Mesenchymal progenitor cells in the human umbilical cord
ABSTRACT Mesenchymal progenitor or stem cells (MPCs) isolated from fetal blood, liver, and bone marrow are a population of multipotential cells that can proliferate and differentiate into multiple mesodermal tissues including bone, cartilage, muscle, ligament, tendon, fat, and stroma. The objective of this study was to isolate and characterize MPCs in the human umbilical cord. The suspensions of endothelial and subendothelial cells in cord vein were collected and cultured in M199 supplemented with 10% fetal bovine serum (FBS). Of 50 umbilical cord samples, 3 had numerous fibroblastoid cells morphologically distinguishable from endothelial cells. Fibroblastic cells displayed lack of expression of vWF, Flk-1, and PECAM-1, indicating the endothelial cell-specific marker. To investigate the differentiation potentials, the cells were cultured in adipogenic or osteogenic medium for 2 weeks. Fibroblast-like cells treated with adipogenic supplementation showed Oil red O-positive staining and expressed adipsin, FABP4, LPL, and PPARgamma2 genes by reverse transcriptase polymerase chain reaction (RT-PCR). In osteogenic differentiation, alkaline phosphatase activity and calcium accumulation were detected. RT-PCR studies determined that Cx43, osteopontin, and Runx2 genes were expressed in the osteogenic cultures. Among three cell lines cultured continuously for passage 10, two had normal karyotypes; however, one retained a karyotype of mos 46,XY/47,XY,+mar. These observations suggest that MPCs are present in human umbilical cord and possess several typical traits of MPCs.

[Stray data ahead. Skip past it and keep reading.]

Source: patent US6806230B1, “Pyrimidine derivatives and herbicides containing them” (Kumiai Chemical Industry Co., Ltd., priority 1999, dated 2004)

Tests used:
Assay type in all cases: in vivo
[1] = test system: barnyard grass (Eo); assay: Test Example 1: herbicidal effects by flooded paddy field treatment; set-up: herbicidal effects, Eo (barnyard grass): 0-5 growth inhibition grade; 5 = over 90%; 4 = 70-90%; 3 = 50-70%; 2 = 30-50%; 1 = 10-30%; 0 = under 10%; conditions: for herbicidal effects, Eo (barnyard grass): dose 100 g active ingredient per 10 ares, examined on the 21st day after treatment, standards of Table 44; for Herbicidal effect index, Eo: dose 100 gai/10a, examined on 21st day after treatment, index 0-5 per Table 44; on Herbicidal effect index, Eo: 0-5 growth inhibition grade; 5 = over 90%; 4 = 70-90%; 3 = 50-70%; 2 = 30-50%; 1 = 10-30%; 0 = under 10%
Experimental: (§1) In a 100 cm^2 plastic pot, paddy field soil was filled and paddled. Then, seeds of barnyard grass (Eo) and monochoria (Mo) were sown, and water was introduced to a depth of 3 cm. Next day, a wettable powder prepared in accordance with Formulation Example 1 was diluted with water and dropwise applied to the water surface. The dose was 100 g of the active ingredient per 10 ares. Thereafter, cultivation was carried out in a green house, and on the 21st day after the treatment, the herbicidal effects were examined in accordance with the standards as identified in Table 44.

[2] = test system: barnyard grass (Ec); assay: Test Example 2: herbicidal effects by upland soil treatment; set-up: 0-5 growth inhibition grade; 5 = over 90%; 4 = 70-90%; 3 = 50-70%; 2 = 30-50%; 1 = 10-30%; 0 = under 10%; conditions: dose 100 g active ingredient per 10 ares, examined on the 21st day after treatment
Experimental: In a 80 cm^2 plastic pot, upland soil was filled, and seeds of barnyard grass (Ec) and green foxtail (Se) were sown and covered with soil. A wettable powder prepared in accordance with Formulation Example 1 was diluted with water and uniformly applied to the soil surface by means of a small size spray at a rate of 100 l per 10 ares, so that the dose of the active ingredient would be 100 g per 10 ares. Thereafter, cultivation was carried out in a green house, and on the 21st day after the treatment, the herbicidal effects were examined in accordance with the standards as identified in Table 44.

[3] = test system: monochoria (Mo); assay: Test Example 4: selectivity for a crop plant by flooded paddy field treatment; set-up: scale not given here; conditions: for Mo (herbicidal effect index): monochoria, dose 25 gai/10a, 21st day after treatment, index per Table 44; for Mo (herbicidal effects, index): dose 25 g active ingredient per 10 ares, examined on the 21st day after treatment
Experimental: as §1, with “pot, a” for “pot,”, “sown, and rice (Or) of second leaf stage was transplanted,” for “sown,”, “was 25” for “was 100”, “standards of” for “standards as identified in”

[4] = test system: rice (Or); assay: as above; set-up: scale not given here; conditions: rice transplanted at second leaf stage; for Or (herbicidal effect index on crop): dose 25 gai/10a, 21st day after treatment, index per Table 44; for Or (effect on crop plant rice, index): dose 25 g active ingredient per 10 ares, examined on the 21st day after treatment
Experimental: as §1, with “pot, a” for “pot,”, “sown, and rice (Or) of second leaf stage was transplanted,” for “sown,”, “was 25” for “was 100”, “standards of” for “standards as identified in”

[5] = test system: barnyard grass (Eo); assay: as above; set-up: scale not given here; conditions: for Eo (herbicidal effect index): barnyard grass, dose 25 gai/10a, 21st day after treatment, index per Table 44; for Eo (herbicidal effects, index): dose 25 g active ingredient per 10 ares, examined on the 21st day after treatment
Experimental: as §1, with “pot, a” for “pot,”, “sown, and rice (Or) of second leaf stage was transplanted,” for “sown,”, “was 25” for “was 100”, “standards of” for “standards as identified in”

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ABSTRACT: Mesenchymal stem cells (MSCs) are multi-potential cells that are able to proliferate and differentiate into other cell types. Much research has been done on the MSCs from the umbilical cord (UCMSCs) in human, mice, and avian, but little literature has been published about these cells in big livestock. Here, we choose Luxi cattle as the experimental animal, we describe an external culture of the UCMSCs from it and summarize the biological characteristics of these cells, e.g., morphologic appearance, surface antigens, colony-forming ability, gene expression, and differentiation potential were detected via using immunofluorescence and reverse transcription polymerase chain reaction (RT-PCR). The induced cells, osteoblast, lipoblast, hepatocyte, islet cells, and neurocyte were identified by Alizarin red staining, Oil-red-O staining, Periodic acid-schiff staining, and Dithizone staining and RT-PCR detection for specific genes. Results suggest that biological characteristics of the UCMSCs were similar to those of MSCs previously analyzed. The primary UCMSCs were sub-cultured to passage 32, the UCMSCs expressed gene CD29, CD44, CD73, CD90, and CD166, induced cells illustrated typical staining, and expressed specific genes, which indicate that the UCMSCs could be a novel alternative source of MSCs for experimental and clinical applications.Animal cells and systems the official publication of the Zoological Society of Korea 02/2014; 18(1):59-67. DOI:10.1080/19768354.2014.880370 · 0.35 Impact Factor